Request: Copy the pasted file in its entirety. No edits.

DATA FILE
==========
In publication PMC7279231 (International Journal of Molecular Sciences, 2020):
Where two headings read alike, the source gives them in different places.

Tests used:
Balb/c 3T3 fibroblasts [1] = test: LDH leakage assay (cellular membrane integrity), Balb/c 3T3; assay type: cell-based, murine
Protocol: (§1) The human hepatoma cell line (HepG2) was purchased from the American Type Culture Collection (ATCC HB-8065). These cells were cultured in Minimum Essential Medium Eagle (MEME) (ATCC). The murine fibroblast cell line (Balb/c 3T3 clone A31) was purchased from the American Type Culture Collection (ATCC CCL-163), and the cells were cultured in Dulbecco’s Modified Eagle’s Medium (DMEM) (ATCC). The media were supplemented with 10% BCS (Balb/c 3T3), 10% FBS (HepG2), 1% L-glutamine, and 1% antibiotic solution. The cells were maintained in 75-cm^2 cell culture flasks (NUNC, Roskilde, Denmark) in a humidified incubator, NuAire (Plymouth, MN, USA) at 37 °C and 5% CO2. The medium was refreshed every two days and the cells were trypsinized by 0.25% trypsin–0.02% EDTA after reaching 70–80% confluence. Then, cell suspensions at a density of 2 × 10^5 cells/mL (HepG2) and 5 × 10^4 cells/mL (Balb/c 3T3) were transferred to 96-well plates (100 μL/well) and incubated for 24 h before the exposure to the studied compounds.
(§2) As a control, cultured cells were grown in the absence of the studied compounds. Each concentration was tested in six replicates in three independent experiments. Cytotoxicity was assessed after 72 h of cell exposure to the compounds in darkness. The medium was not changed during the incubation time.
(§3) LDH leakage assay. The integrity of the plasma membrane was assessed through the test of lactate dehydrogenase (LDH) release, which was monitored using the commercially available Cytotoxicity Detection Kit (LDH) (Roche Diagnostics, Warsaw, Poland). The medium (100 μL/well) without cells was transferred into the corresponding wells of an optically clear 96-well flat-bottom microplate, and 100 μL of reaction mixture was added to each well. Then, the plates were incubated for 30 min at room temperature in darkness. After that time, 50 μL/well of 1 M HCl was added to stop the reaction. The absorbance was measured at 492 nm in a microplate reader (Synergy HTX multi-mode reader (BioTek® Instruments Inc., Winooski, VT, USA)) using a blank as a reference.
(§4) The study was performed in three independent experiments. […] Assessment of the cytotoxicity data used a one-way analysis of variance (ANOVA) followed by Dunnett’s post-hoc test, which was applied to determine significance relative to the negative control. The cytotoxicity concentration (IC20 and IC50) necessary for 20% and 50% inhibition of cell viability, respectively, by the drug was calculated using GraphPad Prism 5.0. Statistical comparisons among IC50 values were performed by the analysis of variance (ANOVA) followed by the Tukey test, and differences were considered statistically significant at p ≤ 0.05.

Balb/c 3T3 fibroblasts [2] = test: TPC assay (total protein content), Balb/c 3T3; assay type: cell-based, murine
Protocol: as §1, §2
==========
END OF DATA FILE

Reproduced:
In publication PMC7279231 (International Journal of Molecular Sciences, 2020):
Where two headings read alike, the source gives them in different places.

Tests used:
Balb/c 3T3 fibroblasts [1] = test: LDH leakage assay (cellular membrane integrity), Balb/c 3T3; assay type: cell-based, murine
Protocol: (§1) The human hepatoma cell line (HepG2) was purchased from the American Type Culture Collection (ATCC HB-8065). These cells were cultured in Minimum Essential Medium Eagle (MEME) (ATCC). The murine fibroblast cell line (Balb/c 3T3 clone A31) was purchased from the American Type Culture Collection (ATCC CCL-163), and the cells were cultured in Dulbecco’s Modified Eagle’s Medium (DMEM) (ATCC). The media were supplemented with 10% BCS (Balb/c 3T3), 10% FBS (HepG2), 1% L-glutamine, and 1% antibiotic solution. The cells were maintained in 75-cm^2 cell culture flasks (NUNC, Roskilde, Denmark) in a humidified incubator, NuAire (Plymouth, MN, USA) at 37 °C and 5% CO2. The medium was refreshed every two days and the cells were trypsinized by 0.25% trypsin–0.02% EDTA after reaching 70–80% confluence. Then, cell suspensions at a density of 2 × 10^5 cells/mL (HepG2) and 5 × 10^4 cells/mL (Balb/c 3T3) were transferred to 96-well plates (100 μL/well) and incubated for 24 h before the exposure to the studied compounds.
(§2) As a control, cultured cells were grown in the absence of the studied compounds. Each concentration was tested in six replicates in three independent experiments. Cytotoxicity was assessed after 72 h of cell exposure to the compounds in darkness. The medium was not changed during the incubation time.
(§3) LDH leakage assay. The integrity of the plasma membrane was assessed through the test of lactate dehydrogenase (LDH) release, which was monitored using the commercially available Cytotoxicity Detection Kit (LDH) (Roche Diagnostics, Warsaw, Poland). The medium (100 μL/well) without cells was transferred into the corresponding wells of an optically clear 96-well flat-bottom microplate, and 100 μL of reaction mixture was added to each well. Then, the plates were incubated for 30 min at room temperature in darkness. After that time, 50 μL/well of 1 M HCl was added to stop the reaction. The absorbance was measured at 492 nm in a microplate reader (Synergy HTX multi-mode reader (BioTek® Instruments Inc., Winooski, VT, USA)) using a blank as a reference.
(§4) The study was performed in three independent experiments. […] Assessment of the cytotoxicity data used a one-way analysis of variance (ANOVA) followed by Dunnett’s post-hoc test, which was applied to determine significance relative to the negative control. The cytotoxicity concentration (IC20 and IC50) necessary for 20% and 50% inhibition of cell viability, respectively, by the drug was calculated using GraphPad Prism 5.0. Statistical comparisons among IC50 values were performed by the analysis of variance (ANOVA) followed by the Tukey test, and differences were considered statistically significant at p ≤ 0.05.

Balb/c 3T3 fibroblasts [2] = test: TPC assay (total protein content), Balb/c 3T3; assay type: cell-based, murine
Protocol: as §1, §2